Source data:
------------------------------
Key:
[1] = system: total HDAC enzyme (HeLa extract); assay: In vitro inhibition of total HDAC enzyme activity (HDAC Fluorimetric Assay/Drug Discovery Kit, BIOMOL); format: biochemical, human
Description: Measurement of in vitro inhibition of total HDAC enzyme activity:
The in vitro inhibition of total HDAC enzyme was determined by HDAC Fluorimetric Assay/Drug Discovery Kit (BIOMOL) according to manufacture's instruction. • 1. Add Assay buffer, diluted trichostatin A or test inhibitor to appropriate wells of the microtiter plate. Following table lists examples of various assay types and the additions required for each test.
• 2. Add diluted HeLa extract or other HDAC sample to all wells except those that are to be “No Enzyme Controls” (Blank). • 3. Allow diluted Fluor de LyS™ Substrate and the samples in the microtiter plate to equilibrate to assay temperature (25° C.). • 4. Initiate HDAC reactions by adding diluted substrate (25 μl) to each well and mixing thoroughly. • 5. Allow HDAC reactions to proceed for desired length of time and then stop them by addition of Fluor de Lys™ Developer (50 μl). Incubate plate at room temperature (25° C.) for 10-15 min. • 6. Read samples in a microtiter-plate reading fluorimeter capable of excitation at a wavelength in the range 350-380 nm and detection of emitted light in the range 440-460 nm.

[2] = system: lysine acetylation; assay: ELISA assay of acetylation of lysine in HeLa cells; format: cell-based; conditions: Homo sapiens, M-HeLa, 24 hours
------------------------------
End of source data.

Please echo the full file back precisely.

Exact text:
Key:
[1] = system: total HDAC enzyme (HeLa extract); assay: In vitro inhibition of total HDAC enzyme activity (HDAC Fluorimetric Assay/Drug Discovery Kit, BIOMOL); format: biochemical, human
Description: Measurement of in vitro inhibition of total HDAC enzyme activity:
The in vitro inhibition of total HDAC enzyme was determined by HDAC Fluorimetric Assay/Drug Discovery Kit (BIOMOL) according to manufacture's instruction. • 1. Add Assay buffer, diluted trichostatin A or test inhibitor to appropriate wells of the microtiter plate. Following table lists examples of various assay types and the additions required for each test.
• 2. Add diluted HeLa extract or other HDAC sample to all wells except those that are to be “No Enzyme Controls” (Blank). • 3. Allow diluted Fluor de LyS™ Substrate and the samples in the microtiter plate to equilibrate to assay temperature (25° C.). • 4. Initiate HDAC reactions by adding diluted substrate (25 μl) to each well and mixing thoroughly. • 5. Allow HDAC reactions to proceed for desired length of time and then stop them by addition of Fluor de Lys™ Developer (50 μl). Incubate plate at room temperature (25° C.) for 10-15 min. • 6. Read samples in a microtiter-plate reading fluorimeter capable of excitation at a wavelength in the range 350-380 nm and detection of emitted light in the range 440-460 nm.

[2] = system: lysine acetylation; assay: ELISA assay of acetylation of lysine in HeLa cells; format: cell-based; conditions: Homo sapiens, M-HeLa, 24 hours